"I discipline myself never to lose track of the fact that people can be innocent victims," he says.
There's no plot, but visitors don't want to lose track of it.
Inside ATLAH, where there are few windows and hardly any lights, it is easy to lose track of time.
Americans lose track of the idea of just how important a role we play in the world, and this is a very important region.
He entered, expecting to indulge in an evening of lightsome frolic, and then lose track of the newcomer forever.
All right, old fellow, only don't let us lose track of one another.
There are so many exits and reentries of the characters that we lose track of them.
If he let them get too far ahead, he might lose track of them altogether.
Very well, Paul, do as you think best, only do not let me lose track of you.
While I was doing this it suddenly flashed into 56 my mind, what if I should lose track of the days of the month and week?
late 15c., "footprint, mark left by anything," from Old French trac "track of horses, trace" (mid-15c.), possibly from a Germanic source (cf. Middle Low German treck, Dutch trek "drawing, pulling;" see trek). Meaning "lines of rails for drawing trains" is from 1805. Meaning "branch of athletics involving a running track" is recorded from 1905. Meaning "single recorded item" is from 1904, originally in reference to phonograph records. Meaning "mark on skin from repeated drug injection" is first attested 1964.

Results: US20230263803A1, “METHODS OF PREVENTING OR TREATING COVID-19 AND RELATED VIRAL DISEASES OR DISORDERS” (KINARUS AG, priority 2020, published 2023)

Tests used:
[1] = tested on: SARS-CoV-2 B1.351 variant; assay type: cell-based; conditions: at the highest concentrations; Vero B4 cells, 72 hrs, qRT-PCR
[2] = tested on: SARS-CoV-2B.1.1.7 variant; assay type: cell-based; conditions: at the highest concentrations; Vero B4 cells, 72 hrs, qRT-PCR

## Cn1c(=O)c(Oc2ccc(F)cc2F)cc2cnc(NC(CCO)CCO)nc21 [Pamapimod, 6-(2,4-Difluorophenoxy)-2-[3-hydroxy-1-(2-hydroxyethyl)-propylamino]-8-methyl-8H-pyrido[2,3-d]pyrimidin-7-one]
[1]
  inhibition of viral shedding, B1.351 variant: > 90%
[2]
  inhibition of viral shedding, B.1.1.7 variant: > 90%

Track record (1955) is a figurative use from racing, "performance history" of an individual car, runner, horse, etc.(1907, but the phrase was more common in sense "fastest speed recorded at a particular track"). To make tracks "move quickly" is American English colloquial first recorded 1835; to cover (one's) tracks in the figurative sense first attested 1898; to keep track of something is attested from 1883. American English wrong side of the tracks "bad part of town" is by 1901. Track lighting attested from 1970.
"to follow or trace the footsteps of," 1560s, from track (n.). Related: Tracked; tracking.
[probably fr track, ''the groove of a phonograph record, a continuous line or passage of a tape recording,'' influenced by earlier track, ''follow, come closely and directly behind'']